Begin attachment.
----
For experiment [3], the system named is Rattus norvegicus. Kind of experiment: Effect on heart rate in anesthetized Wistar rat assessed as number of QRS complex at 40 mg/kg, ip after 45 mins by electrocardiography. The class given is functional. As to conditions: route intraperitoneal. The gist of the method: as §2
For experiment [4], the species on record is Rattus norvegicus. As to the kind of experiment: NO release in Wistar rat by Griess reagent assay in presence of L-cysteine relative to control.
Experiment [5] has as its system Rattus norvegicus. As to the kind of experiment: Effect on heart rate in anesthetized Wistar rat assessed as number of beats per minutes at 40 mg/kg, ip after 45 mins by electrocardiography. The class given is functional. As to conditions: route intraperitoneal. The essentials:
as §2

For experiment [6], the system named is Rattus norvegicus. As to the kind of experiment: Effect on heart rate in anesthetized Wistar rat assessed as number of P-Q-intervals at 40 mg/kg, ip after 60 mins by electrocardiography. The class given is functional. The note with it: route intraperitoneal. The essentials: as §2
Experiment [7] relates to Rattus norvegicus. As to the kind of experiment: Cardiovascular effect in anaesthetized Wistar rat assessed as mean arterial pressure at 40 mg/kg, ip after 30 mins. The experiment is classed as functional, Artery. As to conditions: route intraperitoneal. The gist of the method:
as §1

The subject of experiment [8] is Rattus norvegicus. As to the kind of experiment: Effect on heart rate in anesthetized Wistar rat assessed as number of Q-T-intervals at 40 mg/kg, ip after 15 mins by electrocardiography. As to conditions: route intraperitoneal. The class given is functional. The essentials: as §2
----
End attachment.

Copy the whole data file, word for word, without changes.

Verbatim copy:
For experiment [3], the system named is Rattus norvegicus. Kind of experiment: Effect on heart rate in anesthetized Wistar rat assessed as number of QRS complex at 40 mg/kg, ip after 45 mins by electrocardiography. The class given is functional. As to conditions: route intraperitoneal. The gist of the method: as §2
For experiment [4], the species on record is Rattus norvegicus. As to the kind of experiment: NO release in Wistar rat by Griess reagent assay in presence of L-cysteine relative to control.
Experiment [5] has as its system Rattus norvegicus. As to the kind of experiment: Effect on heart rate in anesthetized Wistar rat assessed as number of beats per minutes at 40 mg/kg, ip after 45 mins by electrocardiography. The class given is functional. As to conditions: route intraperitoneal. The essentials:
as §2

For experiment [6], the system named is Rattus norvegicus. As to the kind of experiment: Effect on heart rate in anesthetized Wistar rat assessed as number of P-Q-intervals at 40 mg/kg, ip after 60 mins by electrocardiography. The class given is functional. The note with it: route intraperitoneal. The essentials: as §2
Experiment [7] relates to Rattus norvegicus. As to the kind of experiment: Cardiovascular effect in anaesthetized Wistar rat assessed as mean arterial pressure at 40 mg/kg, ip after 30 mins. The experiment is classed as functional, Artery. As to conditions: route intraperitoneal. The gist of the method:
as §1

The subject of experiment [8] is Rattus norvegicus. As to the kind of experiment: Effect on heart rate in anesthetized Wistar rat assessed as number of Q-T-intervals at 40 mg/kg, ip after 15 mins by electrocardiography. As to conditions: route intraperitoneal. The class given is functional. The essentials: as §2